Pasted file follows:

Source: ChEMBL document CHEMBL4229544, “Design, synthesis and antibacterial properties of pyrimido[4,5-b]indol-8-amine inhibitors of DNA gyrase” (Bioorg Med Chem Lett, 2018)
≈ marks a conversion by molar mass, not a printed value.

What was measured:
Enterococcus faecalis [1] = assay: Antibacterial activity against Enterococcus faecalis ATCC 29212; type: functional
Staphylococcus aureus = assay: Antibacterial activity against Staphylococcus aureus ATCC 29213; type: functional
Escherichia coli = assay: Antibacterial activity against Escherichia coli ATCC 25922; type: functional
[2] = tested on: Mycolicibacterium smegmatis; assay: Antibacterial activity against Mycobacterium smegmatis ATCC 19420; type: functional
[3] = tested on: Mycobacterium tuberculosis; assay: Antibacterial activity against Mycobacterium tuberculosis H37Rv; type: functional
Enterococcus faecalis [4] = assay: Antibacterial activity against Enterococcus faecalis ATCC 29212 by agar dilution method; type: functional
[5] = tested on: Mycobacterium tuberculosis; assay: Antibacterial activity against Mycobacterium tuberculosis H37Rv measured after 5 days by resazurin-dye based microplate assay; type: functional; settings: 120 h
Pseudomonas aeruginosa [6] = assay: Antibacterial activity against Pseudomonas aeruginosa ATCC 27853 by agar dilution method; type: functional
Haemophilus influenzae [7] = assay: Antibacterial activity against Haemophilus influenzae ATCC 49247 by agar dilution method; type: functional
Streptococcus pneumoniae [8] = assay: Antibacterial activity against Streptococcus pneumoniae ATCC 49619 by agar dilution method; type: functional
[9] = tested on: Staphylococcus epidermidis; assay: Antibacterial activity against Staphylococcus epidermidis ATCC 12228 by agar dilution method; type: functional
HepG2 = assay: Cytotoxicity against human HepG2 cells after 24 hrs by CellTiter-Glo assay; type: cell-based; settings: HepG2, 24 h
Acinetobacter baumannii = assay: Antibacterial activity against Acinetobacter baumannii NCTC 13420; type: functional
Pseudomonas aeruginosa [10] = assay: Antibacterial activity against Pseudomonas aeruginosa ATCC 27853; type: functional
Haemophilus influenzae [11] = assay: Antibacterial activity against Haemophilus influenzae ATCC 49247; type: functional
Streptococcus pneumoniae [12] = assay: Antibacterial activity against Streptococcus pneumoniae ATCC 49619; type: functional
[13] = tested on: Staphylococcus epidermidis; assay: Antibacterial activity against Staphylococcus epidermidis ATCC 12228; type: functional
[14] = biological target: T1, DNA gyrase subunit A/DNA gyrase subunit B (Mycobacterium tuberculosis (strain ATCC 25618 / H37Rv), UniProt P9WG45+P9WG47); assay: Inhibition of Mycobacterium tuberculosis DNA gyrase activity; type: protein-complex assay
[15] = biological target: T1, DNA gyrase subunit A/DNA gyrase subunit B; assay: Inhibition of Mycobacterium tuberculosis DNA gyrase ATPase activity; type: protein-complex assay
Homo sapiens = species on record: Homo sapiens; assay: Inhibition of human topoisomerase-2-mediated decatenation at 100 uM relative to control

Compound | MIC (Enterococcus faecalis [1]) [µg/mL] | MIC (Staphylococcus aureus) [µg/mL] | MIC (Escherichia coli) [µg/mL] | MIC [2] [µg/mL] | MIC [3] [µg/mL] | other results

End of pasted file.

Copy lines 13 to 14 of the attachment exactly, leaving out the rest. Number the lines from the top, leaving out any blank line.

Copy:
Streptococcus pneumoniae [8] = assay: Antibacterial activity against Streptococcus pneumoniae ATCC 49619 by agar dilution method; type: functional
[9] = tested on: Staphylococcus epidermidis; assay: Antibacterial activity against Staphylococcus epidermidis ATCC 12228 by agar dilution method; type: functional